Monday, April 23, 2012

Monkey in the Middle

Imagine a monkey with a bunch of bananas. Now imagine a monkey with a bunch of bananas trying to defend them from another monkey. I’m sure he would put the bananas behind him and keep his eyes on the other monkey trying to steal his bananas. Well now imagine a monkey with a bunch of bananas and some other monkey friends helping him to try to defend the bananas from another monkey. The first monkey has his eyes on the monkey trying to steal the bananas, but who is watching the monkey friends? This is the problem with IT network security.

I saw an article today written about a security survey provided by Bit9. You can read the story here. There were a lot of interesting numbers in the survey that stuck out to me. Most interesting to me? Nearly 2/3rds of IT security professionals worldwide think Anonymous or another hacktivist group will attack them in the next 6 months, but only 1/3rd of the same people feel an employee is a likely threat.

It seems to me we are watching the wrong monkeys. Not that we can ignore the “professional hacker”, of course we have to secure the network. Firewalls, NAC, VPNs, all play a part, but later in the article it is reported that only 11% of the security professionals worry about the common attack methods used by hactivist groups. The biggest fear of attack by 62% of the IT security professionals surveyed is targeted attacks. Targeted attacks are things like malware and Phishing attacks.

So unless an IT department is installing Malware, it seems to me that this is being loaded by the end user. So while watching the monkey trying to steal our bananas, and trying to keep our company off the evening news, we let the other monkeys steal our bananas, and put our company on the evening news.

Ford Motor Company used to have a motto in the 80s, “Quality is job one”. Today all companies should have the motto, “Security is job one”. Security is everyone’s job, not just the security division of the IT department. What do you secure? The PCs? The servers? Hardware? Software? I say the data. We live in a world of always on, always connected, always working.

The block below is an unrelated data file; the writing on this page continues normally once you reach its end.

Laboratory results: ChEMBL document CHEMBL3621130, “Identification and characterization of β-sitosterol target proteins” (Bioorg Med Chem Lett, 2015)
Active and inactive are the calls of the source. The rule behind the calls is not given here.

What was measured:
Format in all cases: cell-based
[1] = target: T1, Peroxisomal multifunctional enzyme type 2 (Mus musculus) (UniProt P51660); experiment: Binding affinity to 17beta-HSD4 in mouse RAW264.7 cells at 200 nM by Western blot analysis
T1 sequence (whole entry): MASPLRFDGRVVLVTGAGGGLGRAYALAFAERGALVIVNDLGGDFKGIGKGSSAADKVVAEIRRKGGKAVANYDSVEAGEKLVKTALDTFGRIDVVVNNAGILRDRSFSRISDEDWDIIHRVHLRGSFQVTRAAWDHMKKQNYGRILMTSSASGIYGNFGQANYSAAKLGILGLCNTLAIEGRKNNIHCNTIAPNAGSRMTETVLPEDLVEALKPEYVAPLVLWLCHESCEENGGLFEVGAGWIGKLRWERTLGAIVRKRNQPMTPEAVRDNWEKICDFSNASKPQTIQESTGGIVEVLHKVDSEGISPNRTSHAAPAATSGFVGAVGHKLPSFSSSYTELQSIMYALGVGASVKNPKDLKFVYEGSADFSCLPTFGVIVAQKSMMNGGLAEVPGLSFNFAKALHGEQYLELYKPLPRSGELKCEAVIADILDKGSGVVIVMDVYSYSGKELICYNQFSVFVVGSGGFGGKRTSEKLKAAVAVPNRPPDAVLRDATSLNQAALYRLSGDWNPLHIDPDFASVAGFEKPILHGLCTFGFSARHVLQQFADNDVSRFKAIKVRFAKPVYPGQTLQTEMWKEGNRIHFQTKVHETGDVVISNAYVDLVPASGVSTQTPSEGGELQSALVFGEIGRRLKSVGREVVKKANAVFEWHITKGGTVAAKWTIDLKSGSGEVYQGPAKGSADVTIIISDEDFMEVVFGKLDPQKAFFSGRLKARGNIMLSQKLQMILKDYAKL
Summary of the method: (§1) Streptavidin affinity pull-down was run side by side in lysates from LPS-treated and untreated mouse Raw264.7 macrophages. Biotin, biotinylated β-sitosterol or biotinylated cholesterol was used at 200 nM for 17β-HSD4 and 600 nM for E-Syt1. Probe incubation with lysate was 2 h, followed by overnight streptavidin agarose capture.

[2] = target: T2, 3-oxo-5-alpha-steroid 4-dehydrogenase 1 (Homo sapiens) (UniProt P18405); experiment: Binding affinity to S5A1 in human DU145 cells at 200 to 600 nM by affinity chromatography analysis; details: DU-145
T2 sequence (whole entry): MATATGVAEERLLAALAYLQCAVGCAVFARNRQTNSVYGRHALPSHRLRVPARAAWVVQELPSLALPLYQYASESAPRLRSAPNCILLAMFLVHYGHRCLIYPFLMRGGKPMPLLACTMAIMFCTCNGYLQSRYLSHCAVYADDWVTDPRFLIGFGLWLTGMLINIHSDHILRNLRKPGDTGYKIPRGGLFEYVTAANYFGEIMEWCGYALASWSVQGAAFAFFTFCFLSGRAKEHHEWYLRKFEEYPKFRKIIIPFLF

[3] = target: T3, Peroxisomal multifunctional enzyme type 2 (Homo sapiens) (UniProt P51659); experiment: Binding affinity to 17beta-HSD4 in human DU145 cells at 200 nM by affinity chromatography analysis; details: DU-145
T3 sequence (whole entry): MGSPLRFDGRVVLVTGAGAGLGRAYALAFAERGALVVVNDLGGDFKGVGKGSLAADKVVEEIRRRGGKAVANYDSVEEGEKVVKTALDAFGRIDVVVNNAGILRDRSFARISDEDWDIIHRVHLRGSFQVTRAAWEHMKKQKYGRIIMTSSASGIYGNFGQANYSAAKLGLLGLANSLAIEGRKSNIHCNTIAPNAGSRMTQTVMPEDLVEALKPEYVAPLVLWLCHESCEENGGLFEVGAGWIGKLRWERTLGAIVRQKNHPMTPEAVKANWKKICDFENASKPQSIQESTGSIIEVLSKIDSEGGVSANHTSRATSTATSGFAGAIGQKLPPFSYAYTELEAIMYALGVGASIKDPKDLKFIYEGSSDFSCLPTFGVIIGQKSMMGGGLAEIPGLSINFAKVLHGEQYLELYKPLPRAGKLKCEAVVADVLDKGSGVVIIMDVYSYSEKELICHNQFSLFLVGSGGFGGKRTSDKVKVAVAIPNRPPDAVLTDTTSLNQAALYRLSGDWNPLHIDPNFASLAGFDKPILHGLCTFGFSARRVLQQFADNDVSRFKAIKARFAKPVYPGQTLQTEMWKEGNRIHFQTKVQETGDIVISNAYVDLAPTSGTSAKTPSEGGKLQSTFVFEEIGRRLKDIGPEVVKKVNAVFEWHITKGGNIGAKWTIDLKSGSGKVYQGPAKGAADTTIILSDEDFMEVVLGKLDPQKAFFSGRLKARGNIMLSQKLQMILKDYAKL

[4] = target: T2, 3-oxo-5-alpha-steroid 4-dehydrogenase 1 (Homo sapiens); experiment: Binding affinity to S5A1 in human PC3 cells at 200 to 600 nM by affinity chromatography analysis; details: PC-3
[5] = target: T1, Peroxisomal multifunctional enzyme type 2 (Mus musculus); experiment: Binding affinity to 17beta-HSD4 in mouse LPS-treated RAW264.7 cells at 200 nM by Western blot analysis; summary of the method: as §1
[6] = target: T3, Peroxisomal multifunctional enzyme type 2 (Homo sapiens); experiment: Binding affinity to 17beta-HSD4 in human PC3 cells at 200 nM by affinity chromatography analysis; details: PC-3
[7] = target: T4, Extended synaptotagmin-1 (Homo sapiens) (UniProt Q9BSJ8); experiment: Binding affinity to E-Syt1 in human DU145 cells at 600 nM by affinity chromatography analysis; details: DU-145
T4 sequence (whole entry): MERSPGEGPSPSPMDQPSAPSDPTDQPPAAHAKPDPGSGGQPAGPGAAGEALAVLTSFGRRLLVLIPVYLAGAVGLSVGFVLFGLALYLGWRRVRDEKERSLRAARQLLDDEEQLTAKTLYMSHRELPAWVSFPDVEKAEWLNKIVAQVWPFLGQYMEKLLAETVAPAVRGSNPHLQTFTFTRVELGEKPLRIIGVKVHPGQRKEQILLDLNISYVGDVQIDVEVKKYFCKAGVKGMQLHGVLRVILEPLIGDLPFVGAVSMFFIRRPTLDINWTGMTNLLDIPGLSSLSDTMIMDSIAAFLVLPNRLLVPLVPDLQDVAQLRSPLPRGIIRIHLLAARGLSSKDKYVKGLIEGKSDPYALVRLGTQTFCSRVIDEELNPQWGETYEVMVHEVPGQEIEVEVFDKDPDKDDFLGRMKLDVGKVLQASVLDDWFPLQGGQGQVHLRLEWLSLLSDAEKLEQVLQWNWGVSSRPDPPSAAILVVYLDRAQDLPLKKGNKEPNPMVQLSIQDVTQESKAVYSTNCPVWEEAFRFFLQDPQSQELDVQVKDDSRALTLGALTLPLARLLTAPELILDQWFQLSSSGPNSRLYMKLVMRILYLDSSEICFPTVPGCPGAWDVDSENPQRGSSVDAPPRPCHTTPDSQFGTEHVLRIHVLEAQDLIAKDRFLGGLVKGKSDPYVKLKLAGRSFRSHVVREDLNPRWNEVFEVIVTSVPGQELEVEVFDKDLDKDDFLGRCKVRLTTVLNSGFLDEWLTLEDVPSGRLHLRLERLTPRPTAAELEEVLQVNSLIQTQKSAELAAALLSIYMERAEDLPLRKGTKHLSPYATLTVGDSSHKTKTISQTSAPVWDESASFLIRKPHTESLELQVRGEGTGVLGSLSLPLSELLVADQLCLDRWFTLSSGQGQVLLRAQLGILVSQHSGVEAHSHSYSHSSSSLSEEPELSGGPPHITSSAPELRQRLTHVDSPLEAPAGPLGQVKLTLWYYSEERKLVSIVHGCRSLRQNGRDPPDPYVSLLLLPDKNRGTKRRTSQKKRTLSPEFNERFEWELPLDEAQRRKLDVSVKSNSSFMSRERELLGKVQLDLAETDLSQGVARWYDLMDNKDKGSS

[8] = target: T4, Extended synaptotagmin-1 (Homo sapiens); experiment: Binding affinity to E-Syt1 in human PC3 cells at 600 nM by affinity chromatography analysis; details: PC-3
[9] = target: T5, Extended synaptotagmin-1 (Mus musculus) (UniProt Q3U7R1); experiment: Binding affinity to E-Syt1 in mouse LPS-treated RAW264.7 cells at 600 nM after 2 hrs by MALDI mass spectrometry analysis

So however we access the data, wherever we access the data, whoever accesses the data, we have to secure the data. Everyone has the secure the data, from the CEO to the janitorial staff. More sensitive data is viewed inappropriately because of passwords on sticky notes or non-shredded business documents than hactivist attacks.

Watch the bananas Monkey, watch the bananas…

Thursday, April 19, 2012

2012 SMB 150

The SMB 150 is produced by SMB Technology Network (SMBTN) and SMB Nation and brought to you by BlackBerry. The SMB 150 honors individuals who have made a significant impact on the worldwide small and medium business (SMB) channel.  A three-part process determined this year's list of SMB 150 influencers. The competition began with an open nominating process, followed by the SMB IT community voting on the nominees at In addition to the community vote, a panel of industry experts judged each nominee based on a variety of relevant areas. The community vote accounted for 40% of each nominee's overall rating, with the expert panel's decision contributing the remaining 60%.

I am excited to tell you that I have been selected for this honor this year. You can find the entire list here. As you look through the list, you can see why I am so excited to be included on any list with these superstars, but really excited to be considered one of the 150 most influential people in the SMB channel worldwide with them.

What does this mean? To me it means my peers think I make a difference by helping people run their businesses in the SMB space. That is huge. Gaining the trust of vendors, partners, and users in an industry is humbling, and empowering. I hope I am able to reach and assist more people in adding to their business with my inclusion with this elite group.

A big Thank You to all who nominated and voted for me, as well as the panel for their endorsement. And no, I’m not moving to Hollywood now. I’ll still be here, writing my blog, helping the SMB community.

Tuesday, April 17, 2012

Business Dog Training

Most of you who read my blog know I have a 3 month old puppy, Ben. His blog is here. Both my wife Janet and I have had dogs, and I have taken dogs through group obedience classes before. I watch Cesar. I knew the basics, I thought. I may have been able to take Ben to 50% of what he could be, but I doubt he would have been that responsive to everyone, even me all the time. Ben deserves better than 50%. Don’t all dogs? I mean we brought them into our homes out of their natural order, we should at least make their lives with their human pack as “natural” as possible. That means we need to be strong leaders and 50% isn’t good enough. The same is true of your business.

Not everyone is a strong business pack leader. So if you find yourself in this position, what can you do? One, you can get training, and there are lots of good trainers out there. Two, you can hire a strong pack leader. Most small business people opt to do nothing. Thereby relegating their business to less than it could be. Some will bring on a partner to help run the business, but very few and generally only if they are against the wall. Let’s talk about getting a coach to help train you and your staff.